Ethnic conflict is a serious challenge to peace and development in Africa. While appeals to patriotism and national cohesion often fall far short in impacting attitudes, the microfinance system has demonstrated its potential as an answer to this challenge. Microfinance naturally contributes to sustainable peace because the network of clients and staff are engaged in an honest and profitable enterprise; the incentive for peace accordingly exceeds the incentive to create insecurity through illicit activities that often target innocent people.

Since community members who are clients of MFIs have a common interest in accessing and paying back small loans, even members from tribes that have been in conflict have an incentive to collaborate as each may provide collateral for the other in obtaining a loan. Through this process former enemies learn to recognize common interests and even create strong friendships.

“Panelists pledged to put their expertise to work with the goal of expanding GPF’s peace building efforts and vision of One Family under God in East Africa and beyond.”

Microfinance institutions in Rwanda and Burundi have played a major role in bringing Hutu and Tutsi together, to collaborate through microfinancing ventures. In the Democratic Republic of the Congo, many of the young people who have been demobilized from the army or former rebel groups are now business people or entrepreneurs with the benefit of loans they received from microfinance institutions in Goma, the capital city of North Kivu province. They are defending peace now with their hard work.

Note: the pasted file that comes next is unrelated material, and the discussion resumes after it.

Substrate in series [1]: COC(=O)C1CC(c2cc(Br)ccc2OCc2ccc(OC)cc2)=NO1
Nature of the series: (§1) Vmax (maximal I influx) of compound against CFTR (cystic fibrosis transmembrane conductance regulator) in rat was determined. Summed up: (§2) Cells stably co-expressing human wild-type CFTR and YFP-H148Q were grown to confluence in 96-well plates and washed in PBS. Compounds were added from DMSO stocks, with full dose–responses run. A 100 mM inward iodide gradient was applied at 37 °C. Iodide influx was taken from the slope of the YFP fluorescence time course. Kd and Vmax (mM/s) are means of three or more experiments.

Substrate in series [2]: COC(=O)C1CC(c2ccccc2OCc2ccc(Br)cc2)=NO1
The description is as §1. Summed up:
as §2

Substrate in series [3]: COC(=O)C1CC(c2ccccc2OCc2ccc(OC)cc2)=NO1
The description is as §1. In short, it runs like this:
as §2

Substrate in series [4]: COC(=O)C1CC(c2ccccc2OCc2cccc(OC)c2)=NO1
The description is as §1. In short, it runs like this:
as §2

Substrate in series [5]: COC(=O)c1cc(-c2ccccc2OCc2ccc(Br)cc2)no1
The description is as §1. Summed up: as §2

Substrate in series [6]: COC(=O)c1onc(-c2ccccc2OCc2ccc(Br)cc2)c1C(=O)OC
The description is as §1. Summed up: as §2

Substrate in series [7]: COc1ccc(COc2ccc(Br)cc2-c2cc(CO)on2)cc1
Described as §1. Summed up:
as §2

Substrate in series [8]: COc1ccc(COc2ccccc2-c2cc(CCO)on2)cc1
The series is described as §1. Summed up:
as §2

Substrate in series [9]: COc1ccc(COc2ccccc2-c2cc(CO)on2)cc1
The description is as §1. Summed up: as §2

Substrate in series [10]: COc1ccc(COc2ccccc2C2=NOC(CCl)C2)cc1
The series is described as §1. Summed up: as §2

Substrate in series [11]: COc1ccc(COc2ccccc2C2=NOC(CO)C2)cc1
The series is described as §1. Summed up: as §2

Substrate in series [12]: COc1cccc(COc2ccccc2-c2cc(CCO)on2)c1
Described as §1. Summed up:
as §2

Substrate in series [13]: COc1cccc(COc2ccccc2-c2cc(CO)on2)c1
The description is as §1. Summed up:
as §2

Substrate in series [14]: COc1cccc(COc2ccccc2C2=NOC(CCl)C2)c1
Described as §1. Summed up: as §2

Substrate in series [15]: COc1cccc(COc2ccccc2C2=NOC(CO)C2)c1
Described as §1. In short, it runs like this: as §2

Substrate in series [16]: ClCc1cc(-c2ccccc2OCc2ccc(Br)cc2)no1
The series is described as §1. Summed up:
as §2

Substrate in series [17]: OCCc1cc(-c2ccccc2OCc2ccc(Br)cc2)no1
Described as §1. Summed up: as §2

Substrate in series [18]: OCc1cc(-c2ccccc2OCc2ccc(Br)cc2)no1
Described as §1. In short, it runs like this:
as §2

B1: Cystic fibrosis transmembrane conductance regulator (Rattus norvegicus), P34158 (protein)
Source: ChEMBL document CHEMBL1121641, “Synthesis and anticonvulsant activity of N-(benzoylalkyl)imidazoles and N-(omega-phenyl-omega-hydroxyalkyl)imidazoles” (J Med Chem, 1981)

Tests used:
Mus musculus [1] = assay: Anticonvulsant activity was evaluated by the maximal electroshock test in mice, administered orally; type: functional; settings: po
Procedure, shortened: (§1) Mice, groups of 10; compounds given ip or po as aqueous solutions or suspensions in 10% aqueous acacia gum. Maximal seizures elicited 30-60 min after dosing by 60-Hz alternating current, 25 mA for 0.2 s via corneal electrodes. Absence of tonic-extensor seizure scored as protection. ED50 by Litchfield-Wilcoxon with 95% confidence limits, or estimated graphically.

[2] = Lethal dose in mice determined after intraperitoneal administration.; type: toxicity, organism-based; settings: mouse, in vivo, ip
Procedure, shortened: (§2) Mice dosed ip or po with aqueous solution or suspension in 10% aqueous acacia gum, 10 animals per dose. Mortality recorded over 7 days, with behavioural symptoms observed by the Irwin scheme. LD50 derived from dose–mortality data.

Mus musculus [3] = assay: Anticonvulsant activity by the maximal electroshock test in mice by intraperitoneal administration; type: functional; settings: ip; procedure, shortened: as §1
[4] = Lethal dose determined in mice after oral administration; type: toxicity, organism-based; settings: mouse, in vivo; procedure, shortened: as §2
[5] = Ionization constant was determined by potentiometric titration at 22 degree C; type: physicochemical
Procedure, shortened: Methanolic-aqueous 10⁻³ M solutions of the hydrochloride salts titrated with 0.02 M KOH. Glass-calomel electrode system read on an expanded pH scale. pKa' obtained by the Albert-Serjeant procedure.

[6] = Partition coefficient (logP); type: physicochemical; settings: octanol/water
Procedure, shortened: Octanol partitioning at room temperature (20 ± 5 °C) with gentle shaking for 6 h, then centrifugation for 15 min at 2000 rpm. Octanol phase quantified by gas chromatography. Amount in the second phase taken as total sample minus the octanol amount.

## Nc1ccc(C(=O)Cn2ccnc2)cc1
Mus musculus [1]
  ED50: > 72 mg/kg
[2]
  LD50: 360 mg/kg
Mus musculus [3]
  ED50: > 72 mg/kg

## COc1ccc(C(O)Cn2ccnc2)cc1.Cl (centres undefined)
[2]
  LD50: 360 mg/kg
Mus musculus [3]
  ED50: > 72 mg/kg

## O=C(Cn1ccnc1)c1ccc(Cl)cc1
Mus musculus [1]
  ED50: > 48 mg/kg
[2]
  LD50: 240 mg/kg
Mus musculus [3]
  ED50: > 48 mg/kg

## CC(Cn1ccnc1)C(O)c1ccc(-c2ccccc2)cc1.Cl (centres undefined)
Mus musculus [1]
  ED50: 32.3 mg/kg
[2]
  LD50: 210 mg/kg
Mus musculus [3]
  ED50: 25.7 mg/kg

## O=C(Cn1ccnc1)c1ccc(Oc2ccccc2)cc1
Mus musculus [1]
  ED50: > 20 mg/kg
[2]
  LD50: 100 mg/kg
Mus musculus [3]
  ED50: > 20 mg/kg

Advancing peace through microfinancing

Panelists highlighted a major challenge to microfinance growth in the East African Great Lakes Region (Kenya, Uganda, Tanzania, Rwanda, Burundi, and DRC): a lack of funding for sustainable growth and expansion. Most institutions, particularly in Democratic Republic of the Congo, have not had access to external capital; they have grown through recycling their initial investors’ and clients’ savings as loans. This seriously limits the number of people they can to serve, and thus the impact that they can have.

Convention participants who attended this forum consequently engaged in discussions and presented recommendations to advance the work for peace and development substantially through microfinance globally. Among the recommendations were to establish a Global Microfinance Fund to seed and finance microfinance institutions in poor communities around the world with an objective of promoting peace and development. The forum proposed the launch of a pilot program in the Great Lakes Region.  MFI’s from this region who participated in the Convention proposed to volunteer to provide free training and if necessary a follow up for any other country in world willing to start microfinance activities.

From left to right : Mrs Olive Mukankwaya, Mr John Dickson, Ms Benite Nyankima, Mr Ghislain K. Kapamba, Mr James Flynn, Mr Charles L. Rurahoze.

The forum emphasized that microfinance may provide an important opportunity to advance the the Global Peace Festival Foundation vision of One Family under God in practical and substantial way in every part of the world.  Panelists specifically pledged to put their expertise to work with the goal of expanding GPF’s capacity for peace building in East Africa and beyond.

The panelists included the moderator, Mr Charles Rurahoze  Lwanga, Managing Director of COOPEC AGRI (Microfinance Institution in DRC); Mr. Ghislain Kahindo Kapamba, Managing Director of  CERP GALA LETU  (a microfinance institution in DRC); Mrs. Olive Mukankwaya, Finance and Administrative Director of Vision Finance Company in Rwanda; Ms Bénite Nyankima, legal officer, Mutual Savings and credit cooperative from Burundi; and Mr Henry Mungai, Jamii Africa microfinance representative from Kenya.